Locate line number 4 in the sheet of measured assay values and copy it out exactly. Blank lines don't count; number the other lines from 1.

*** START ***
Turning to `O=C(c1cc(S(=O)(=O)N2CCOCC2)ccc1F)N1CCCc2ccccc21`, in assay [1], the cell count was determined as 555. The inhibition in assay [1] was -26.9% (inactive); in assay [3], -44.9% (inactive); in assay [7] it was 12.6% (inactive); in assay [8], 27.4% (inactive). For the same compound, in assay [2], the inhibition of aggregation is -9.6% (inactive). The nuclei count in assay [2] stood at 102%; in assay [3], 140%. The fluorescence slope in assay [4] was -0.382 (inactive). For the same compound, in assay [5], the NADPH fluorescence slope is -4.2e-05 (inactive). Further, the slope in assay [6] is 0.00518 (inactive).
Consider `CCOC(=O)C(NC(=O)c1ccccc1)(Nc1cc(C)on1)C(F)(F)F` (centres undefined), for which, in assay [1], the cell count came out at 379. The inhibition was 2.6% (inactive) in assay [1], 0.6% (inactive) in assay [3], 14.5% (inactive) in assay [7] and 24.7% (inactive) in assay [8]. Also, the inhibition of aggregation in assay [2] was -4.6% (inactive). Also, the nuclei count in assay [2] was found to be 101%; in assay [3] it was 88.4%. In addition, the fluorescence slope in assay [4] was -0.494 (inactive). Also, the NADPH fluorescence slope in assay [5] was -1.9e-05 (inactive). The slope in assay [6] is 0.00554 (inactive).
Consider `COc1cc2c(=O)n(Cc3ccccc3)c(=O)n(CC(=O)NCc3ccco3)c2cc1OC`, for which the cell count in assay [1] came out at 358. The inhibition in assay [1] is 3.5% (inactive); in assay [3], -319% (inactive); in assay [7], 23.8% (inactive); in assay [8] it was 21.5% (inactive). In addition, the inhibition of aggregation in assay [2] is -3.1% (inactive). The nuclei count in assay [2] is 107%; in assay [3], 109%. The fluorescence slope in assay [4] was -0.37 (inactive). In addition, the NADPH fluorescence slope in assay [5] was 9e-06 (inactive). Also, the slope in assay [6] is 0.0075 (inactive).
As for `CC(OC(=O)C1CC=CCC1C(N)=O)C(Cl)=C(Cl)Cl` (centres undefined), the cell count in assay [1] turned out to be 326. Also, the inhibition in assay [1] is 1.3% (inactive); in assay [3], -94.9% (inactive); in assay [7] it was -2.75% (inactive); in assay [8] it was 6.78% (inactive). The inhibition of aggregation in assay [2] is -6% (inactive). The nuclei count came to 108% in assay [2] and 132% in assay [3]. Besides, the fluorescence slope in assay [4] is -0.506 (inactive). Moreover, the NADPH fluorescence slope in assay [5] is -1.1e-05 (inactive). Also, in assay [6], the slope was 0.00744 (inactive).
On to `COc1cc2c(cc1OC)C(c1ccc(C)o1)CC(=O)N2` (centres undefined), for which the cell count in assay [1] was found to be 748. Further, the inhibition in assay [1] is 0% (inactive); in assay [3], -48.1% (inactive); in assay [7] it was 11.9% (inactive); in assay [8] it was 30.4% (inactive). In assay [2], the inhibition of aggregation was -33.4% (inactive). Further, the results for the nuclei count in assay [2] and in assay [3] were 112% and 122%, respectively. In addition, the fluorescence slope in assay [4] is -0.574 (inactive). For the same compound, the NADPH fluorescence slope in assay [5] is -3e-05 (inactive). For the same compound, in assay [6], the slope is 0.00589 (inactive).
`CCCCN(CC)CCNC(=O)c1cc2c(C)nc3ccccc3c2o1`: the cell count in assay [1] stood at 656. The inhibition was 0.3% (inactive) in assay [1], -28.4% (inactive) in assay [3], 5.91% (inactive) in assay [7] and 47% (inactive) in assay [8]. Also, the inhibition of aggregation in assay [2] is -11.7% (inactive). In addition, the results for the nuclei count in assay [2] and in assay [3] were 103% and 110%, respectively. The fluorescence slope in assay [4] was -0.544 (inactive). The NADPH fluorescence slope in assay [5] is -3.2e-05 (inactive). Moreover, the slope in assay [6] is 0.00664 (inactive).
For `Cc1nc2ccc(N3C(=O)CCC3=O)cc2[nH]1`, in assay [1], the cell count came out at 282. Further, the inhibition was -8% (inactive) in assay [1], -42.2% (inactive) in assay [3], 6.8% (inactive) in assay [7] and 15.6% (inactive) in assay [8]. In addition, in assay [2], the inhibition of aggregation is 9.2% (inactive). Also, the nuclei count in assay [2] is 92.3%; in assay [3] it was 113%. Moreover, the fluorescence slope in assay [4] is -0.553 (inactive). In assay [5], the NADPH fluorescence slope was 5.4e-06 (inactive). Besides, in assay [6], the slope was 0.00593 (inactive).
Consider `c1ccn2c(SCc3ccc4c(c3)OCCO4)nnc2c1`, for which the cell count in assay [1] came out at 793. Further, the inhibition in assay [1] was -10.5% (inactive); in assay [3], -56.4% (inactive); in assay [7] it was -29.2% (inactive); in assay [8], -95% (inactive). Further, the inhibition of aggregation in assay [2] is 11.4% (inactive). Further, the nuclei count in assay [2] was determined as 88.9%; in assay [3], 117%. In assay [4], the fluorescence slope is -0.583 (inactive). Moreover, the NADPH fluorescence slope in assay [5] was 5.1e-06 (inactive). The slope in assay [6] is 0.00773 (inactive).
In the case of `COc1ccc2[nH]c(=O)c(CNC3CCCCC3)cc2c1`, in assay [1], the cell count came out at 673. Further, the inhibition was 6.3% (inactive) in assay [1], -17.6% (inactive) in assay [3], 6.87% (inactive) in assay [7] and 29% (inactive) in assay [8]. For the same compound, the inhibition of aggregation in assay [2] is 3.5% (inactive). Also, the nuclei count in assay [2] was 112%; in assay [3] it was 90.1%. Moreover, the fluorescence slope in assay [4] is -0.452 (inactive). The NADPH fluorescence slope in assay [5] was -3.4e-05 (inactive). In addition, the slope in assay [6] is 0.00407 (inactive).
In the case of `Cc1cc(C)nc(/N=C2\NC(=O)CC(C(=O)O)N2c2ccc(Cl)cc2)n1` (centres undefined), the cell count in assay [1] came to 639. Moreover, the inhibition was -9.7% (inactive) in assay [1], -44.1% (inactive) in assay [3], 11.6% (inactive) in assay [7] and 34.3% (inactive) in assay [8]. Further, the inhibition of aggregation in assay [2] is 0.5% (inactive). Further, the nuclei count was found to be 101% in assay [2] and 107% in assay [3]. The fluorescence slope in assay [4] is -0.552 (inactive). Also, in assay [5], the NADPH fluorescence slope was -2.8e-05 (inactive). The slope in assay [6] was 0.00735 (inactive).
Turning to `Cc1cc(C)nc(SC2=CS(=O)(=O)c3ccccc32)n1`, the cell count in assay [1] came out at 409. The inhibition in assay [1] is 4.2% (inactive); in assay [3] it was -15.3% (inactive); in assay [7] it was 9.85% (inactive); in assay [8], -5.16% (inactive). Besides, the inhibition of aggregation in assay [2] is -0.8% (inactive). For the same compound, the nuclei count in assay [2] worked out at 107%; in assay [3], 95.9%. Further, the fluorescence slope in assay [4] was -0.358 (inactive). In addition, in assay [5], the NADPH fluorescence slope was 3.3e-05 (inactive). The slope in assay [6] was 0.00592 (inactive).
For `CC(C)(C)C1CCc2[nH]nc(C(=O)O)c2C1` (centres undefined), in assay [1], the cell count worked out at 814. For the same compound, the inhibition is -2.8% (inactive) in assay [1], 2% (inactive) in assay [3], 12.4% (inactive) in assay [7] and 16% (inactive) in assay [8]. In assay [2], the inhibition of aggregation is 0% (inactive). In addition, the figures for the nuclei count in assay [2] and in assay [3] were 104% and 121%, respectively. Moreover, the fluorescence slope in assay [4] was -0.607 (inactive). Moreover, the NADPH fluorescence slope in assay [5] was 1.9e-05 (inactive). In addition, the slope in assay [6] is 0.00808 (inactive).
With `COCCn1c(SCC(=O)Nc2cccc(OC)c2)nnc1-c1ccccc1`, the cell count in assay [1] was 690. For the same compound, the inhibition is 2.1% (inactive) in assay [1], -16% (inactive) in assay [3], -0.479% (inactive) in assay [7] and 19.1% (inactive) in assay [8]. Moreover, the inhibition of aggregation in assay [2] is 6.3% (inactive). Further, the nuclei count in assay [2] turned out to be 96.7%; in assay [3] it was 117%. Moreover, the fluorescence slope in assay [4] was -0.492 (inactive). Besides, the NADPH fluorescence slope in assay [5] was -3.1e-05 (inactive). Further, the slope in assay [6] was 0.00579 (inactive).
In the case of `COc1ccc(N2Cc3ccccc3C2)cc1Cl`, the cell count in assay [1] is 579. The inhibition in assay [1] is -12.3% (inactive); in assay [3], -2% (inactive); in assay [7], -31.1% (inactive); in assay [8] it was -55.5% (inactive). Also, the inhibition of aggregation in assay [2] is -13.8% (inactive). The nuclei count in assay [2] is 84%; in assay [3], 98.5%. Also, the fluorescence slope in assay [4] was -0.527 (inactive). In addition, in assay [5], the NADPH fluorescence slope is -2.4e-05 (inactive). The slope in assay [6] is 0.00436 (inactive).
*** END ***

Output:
As for `CC(OC(=O)C1CC=CCC1C(N)=O)C(Cl)=C(Cl)Cl` (centres undefined), the cell count in assay [1] turned out to be 326. Also, the inhibition in assay [1] is 1.3% (inactive); in assay [3], -94.9% (inactive); in assay [7] it was -2.75% (inactive); in assay [8] it was 6.78% (inactive). The inhibition of aggregation in assay [2] is -6% (inactive). The nuclei count came to 108% in assay [2] and 132% in assay [3]. Besides, the fluorescence slope in assay [4] is -0.506 (inactive). Moreover, the NADPH fluorescence slope in assay [5] is -1.1e-05 (inactive). Also, in assay [6], the slope was 0.00744 (inactive).